At the start of this latest 12-month period, these sectors contained 36% of America’s jobs.

Except for the housing bubble-related construction and real estate sector, these other sectors really do not provide well-paying jobs. And none of these sectors are real wealth-creating sectors. Stephen Roach points out that this recovery is really quite strange. First there was a lack of job growth, and now there is a lack of wage growth, both of which are highly unusual, compared to past recoveries. In my view, this is just one piece of the puzzle that is leading to a major long-term decline in the standard of living for Americans.

So, wage constraint is one reason I am not terribly worried about housing prices getting out of hand any more than they have already in the New York market. There has to be a limit, even if the bond bears are wrong and interest rates don’t rise significantly any time soon. But I do worry a little that long rates might continue to decline and thus allow America’s housing bubble to remain inflated much longer than most people believe. And this has almost caused me to reconsider buying a house in New York City again. If interest rates continue to decline, that could offset the effect of stagnant wages on house affordability.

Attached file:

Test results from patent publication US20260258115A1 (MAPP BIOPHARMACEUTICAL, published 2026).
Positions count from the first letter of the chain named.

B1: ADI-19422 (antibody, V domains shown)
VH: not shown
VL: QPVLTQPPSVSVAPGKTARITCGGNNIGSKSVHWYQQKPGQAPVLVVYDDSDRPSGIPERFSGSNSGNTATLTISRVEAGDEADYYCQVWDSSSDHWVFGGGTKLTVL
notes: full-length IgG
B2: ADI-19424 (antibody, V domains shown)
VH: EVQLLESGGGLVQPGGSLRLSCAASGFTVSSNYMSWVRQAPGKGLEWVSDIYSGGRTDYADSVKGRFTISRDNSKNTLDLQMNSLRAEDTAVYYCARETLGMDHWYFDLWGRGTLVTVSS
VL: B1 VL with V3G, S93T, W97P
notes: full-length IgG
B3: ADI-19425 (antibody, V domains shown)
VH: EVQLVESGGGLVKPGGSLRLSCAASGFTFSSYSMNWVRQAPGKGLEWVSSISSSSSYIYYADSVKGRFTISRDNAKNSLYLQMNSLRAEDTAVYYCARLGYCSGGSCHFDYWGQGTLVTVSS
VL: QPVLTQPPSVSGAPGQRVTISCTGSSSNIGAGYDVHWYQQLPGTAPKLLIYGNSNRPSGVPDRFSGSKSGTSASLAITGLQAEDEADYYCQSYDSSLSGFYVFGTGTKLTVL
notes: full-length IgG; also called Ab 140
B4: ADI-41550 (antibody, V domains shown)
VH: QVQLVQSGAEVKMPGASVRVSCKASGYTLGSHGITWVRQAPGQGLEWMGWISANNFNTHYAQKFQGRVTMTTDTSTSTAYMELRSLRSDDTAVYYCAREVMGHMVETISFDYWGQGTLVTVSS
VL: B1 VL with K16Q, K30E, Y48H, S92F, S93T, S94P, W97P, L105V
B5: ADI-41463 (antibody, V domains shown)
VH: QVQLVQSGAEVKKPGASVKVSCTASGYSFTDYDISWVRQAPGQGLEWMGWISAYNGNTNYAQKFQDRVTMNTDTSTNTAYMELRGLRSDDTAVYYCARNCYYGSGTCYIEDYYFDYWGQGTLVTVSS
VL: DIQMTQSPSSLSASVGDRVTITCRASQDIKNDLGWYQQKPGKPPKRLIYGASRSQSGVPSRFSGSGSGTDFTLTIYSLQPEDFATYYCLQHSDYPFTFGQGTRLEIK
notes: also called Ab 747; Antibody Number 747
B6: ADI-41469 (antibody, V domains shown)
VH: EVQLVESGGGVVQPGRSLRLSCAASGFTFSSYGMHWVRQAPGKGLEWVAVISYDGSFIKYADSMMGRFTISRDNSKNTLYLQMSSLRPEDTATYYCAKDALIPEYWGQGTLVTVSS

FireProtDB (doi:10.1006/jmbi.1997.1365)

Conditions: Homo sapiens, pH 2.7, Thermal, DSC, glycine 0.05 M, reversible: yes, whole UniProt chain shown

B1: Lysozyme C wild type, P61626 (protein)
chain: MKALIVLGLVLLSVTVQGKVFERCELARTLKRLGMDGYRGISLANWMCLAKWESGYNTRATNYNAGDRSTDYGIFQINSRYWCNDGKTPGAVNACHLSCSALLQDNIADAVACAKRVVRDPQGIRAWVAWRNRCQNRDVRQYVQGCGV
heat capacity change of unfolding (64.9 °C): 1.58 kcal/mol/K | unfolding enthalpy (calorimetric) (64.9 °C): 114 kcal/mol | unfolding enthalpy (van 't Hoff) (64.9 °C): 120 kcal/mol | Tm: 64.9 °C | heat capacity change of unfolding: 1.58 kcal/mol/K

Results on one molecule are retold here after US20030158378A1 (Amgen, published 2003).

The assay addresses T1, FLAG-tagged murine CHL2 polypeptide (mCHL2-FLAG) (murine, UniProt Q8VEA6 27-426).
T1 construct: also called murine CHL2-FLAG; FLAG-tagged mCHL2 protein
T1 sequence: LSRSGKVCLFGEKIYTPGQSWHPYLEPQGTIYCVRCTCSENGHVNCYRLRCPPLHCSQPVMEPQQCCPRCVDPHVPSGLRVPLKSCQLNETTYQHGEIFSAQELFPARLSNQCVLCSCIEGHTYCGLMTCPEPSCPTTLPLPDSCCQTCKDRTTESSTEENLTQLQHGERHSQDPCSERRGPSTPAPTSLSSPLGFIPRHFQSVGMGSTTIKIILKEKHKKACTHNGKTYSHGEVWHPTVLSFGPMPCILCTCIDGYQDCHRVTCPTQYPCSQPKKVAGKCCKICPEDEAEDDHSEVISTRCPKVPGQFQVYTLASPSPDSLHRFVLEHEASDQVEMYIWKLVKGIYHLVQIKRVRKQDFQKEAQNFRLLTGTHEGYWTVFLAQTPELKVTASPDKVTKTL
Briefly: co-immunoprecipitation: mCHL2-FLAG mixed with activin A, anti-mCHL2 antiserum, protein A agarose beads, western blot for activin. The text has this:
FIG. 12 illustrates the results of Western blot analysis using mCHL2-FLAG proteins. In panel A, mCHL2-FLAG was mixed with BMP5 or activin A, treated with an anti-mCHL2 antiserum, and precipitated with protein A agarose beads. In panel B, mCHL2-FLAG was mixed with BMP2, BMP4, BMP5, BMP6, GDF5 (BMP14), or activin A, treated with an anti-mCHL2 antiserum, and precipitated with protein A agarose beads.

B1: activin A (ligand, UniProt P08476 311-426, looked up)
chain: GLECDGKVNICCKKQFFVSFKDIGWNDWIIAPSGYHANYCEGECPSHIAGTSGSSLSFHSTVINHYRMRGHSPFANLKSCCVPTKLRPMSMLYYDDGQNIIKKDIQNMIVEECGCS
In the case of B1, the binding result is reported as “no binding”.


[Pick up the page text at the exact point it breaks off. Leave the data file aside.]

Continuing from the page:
True, if we had a free global economy rather than one that is increasingly manipulated by the ruling elite, interest rates would rise dramatically to reflect the enormous imbalance between American consumption and a lack of savings. Increase demand for money and decrease supply by saving, and you get a sharply rising price, namely in interest rates. Print massive amounts of money to meet that supply shortage, and the value of money should go toward zero, which would also result in higher interest rates as savers/lenders would demand compensation for lost purchasing power.